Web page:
Several important characteristics of the wavetrains depicted in FIGS. 1A-1F may thus be summarized. First, two input pulse trains A and B may be provided of different frequencies. Thus, with respect to successive pairs of pulses from A and B, increasingly larger cumulative phase differences therebetween will be exhibited. A pulse train (FIG. 1E) may be created wherein pulses therein commence with detection of the leading edge of pulses in the train A (pulses AP in FIG. 1C). These pulses may be terminated by pulses corresponding to the leading edge of the pulses of pulse train B (pulses BP in FIG. 1D). Moreover, the width of these pulses thereby created from detection of leading edges of the pulses in A and B will increase in time, i.e. their duty cycle will increase with this increasing accumulation of phase difference between the pulses of A and B. At the point where the phase difference between the pulses of A and B is 180 degrees, as shown by pulses 36 and 38, the duty cycle of the pulses shown in FIG. 1E will be 50%.
Upon occurrence of further pulses in A and B, this duty cycle of the pulse train of FIG. 1E will further increase to 100% upon coincidence of pulses in A and B, such as pulses 48 and 50. In this manner, the phase difference between the pulses of A and B will have passed through a full 360 degree phase shift or one cycle. It will thus be appreciated that upon each such accumulation of 360 degrees phase difference between the pulses of A and B, the pattern of the pulse train of FIG. 1E will repeat. The pulses thereof will start over at a relatively narrow width and successively increase in width with increased cumulative phase difference between the pulses of A and B. It is significant to note that at any given time, the width of the pulses in the train of FIG. 1E may be used as an indication of the phase difference between corresponding pulses in the pulse trains A and B.
Finally, with respect to FIG. 1F, it is necessary to compare the pulse train BP of FIG. 1D with pulse train A of FIG. 1A. This comparison will indicate that the high state 33 portion of the waveform of FIG. 1F occurs only upon simultaneous occurence of pulses BP with pulses in A. Upon sufficient 180 degree phase shift hereinbefore noted, the waveform of FIG. 1F will reflect a transition 35 to a low state 37. More particularly, the pulses BP of FIG. 1D are no longer occuring simultaneously with the pulses A. Low state 37 portion of the waveform of FIG. 1F will reflect this. This may be seen by noting that the transition 35 occurs when the pulse 32 of BP is not coincident with the pulse 36 of A, but rather occurs during the low state of pulses of A.
With respect to the waveform of FIG. 1F, it will exhibit a high state during the presence of pulses BP (i.e. the leading edge of B) coincident with the high state of pulses of A. Conversely, the waveform 1F will remain low so long as all the pulses BP are non-coincident with the pulses A. The former situation may be represented with respect to Boolean algebra as BP·A, whereas the non-coincidence of pulses BP and A may be represented by the expression BP·A.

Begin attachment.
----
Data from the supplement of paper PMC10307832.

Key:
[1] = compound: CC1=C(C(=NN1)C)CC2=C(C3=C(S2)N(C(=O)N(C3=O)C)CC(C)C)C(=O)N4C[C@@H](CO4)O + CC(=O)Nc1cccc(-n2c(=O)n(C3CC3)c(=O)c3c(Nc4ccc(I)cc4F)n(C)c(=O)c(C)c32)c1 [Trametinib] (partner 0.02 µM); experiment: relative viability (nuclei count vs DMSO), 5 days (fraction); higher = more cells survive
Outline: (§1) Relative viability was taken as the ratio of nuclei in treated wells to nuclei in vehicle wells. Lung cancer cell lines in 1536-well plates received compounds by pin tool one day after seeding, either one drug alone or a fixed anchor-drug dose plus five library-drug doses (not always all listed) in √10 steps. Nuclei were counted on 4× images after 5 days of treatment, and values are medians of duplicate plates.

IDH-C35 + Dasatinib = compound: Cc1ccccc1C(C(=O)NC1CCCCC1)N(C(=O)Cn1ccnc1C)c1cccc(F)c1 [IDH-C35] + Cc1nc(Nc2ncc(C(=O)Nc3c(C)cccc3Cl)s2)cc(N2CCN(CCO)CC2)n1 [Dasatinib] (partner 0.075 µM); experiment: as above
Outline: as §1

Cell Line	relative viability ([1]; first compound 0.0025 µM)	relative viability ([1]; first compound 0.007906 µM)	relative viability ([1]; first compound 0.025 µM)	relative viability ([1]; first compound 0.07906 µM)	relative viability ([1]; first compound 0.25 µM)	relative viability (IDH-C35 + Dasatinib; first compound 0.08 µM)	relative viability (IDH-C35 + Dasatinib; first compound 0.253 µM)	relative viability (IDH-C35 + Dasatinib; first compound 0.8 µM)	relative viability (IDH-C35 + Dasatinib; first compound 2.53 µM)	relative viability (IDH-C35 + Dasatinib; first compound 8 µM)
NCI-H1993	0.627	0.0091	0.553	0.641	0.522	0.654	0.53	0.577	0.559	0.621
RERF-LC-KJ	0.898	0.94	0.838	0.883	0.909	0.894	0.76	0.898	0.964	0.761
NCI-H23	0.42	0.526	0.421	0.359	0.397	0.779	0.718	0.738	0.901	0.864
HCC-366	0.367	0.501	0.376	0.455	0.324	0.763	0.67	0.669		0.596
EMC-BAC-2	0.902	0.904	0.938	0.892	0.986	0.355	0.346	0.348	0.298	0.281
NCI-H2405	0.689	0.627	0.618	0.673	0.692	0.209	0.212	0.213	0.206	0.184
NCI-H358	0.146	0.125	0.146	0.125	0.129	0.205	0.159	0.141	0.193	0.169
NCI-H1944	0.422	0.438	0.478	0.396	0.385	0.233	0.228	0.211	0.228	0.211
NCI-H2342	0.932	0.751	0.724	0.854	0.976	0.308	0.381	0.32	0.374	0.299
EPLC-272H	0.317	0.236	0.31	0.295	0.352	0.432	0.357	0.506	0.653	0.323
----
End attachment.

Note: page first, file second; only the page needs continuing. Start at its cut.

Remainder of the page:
In digital terms, such representations may be commonly thought of as the "anding" of the pulse trains BP and A (with respect to BP·A), and the "anding" of BP with the complement of A (with respect to BP·A), such "anding" being effected conventionally as hereinafter described with logic gates.
Returning to the significance of the waveform of FIG. 1F, its high state 33 reflects coincidence of the leading edge of the pulses of B with the high state of the pulses of A and the low state 37 of the waveform of FIG. 1F reflects non-coincidence thereof. The high state 33 of pulses of FIG. 1F will thus occur while the pulses of A and B are within one 180 degree phase shift range. Similarly, the low state 37 of the waveform of FIG. 1F will indicate when the relationship between two successive pulses of the wavetrains A and B are in a second 180 phase shift range. More importantly, however, a pulse as shown in FIG. 1F will thus occur each time the total cumulative phase shift between the pulses of A and B passes through a full 360 degrees of one cycle of frequency difference. Accordingly, as will hereinafter be described in further detail, by counting with respect to time the occurrence of such pulses 33 of FIG. 1F, a direct indication of frequency or phase difference between A and B (i.e. f1 -f2) will be obtained.
The waveforms of FIGS. 2A-2F depict typical waveforms with the present invention wherein the first incoming pulse train A has a frequency f1 less than that of f2, the frequency of B, (i.e. the opposite situation from that depicted in FIGS. 1A--1A). Thus in FIG. 2A the frequency of the first pulse train A is less than that of the second pulse train B shown in FIG. 2B. In like manner to corresponding FIGS. 1C and 1D, the pulses of FIGS. 2C and 2D correspond with the leading edges of the pulses of FIGS. 2A and 2B, respectively. Also, similar to the waveform of FIG. 1E, in FIG. 2E a series of pulses are shown, each of which begins at the leading edge of the pulses of A (and may accordingly be triggered by the pulse train AP of FIG. 2C) and terminates with the leading edge of the pulses of B of FIG. 2B. These terminations in like manner may be effected by employing the pulse train BP of the waveform of FIG. 2D.